‘Doris Lessing didn’t shy away from coarse language in her novels either. In the English edition of The Good Terrorist, she writes: “The filthy, shitty swine, the shitty fucking fascist swine.” And then, on page 31: “You filthy bloody cuntish Itlers, you fascist scum.” Although I respect her right to write whatever she wants, you won't find that sort of language in my book.’
Of course you wouldn’t, that would be offensive to the readers. The above lines are an example of the difficult-to-define charm of Francis Plug. Indeed, despite operating in an industry concerned with social presentation, he is rough and lacking in self-awareness.
Early in the novel, Plug muses on what he would like the connotations of the term ‘Pluggian’ to be. Ewen uses it as an opportunity to take a swipe at ‘Orwellian’ and ‘Kafkaesque’. He’s right, they are two redundant literary terms. (Ironically, ‘Orwellian’ is thrown around in the kind of manner Orwell himself wrote against.) But more importantly, Francis Plug does deserve his own adjective. Writer in Residence is a novel that is at once absurd and chaotic but also hilarious and unrelentingly optimistic. Francis is at times repulsive and calamitous but he keeps going. Even if it is with ‘wet sand clogging up his ear holes’ and to ‘the silly parp of a Benny Hill yakety sax’. Reassuringly optimistically deranged – that’s Pluggian. Who knows? Maybe in a hundred years it’ll be a useless adjective too.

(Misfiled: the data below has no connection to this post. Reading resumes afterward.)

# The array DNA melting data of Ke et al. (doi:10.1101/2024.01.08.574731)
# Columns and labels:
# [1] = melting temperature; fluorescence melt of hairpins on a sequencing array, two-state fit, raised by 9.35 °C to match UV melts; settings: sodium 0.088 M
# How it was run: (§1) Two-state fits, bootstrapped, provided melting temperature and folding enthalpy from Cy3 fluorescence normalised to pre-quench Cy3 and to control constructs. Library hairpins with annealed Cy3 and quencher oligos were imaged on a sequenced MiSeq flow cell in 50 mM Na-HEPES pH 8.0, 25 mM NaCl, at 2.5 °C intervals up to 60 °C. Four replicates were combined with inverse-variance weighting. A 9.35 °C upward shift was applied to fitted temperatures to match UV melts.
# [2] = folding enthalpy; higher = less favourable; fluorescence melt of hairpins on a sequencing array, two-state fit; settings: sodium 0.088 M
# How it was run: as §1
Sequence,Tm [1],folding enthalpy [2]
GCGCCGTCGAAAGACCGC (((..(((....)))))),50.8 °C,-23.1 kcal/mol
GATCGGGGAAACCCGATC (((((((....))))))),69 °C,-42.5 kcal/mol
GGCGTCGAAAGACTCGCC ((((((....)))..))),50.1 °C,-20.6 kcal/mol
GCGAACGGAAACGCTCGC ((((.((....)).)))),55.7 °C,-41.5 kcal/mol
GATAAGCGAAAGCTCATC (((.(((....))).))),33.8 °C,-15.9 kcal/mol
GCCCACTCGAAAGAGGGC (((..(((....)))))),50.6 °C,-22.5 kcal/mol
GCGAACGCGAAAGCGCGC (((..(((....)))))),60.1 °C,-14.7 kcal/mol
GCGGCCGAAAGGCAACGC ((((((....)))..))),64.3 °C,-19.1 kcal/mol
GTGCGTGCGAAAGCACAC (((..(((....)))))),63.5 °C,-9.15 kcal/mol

And, as absurd as the book is, it’s often in touching distance of the believable. The crucial difference is that in the situations where most would retreat, Francis Plug engages. He is always the last man standing, even if he is asleep in the Piccadilly Circus Waterstones. Writer in Residence is a refreshing rarity: it is a book that will make you laugh. Francis is an eyes-wide, hand-over-mouth disaster, but you can’t help but root for him. After all, we have all had our Pluggian moments.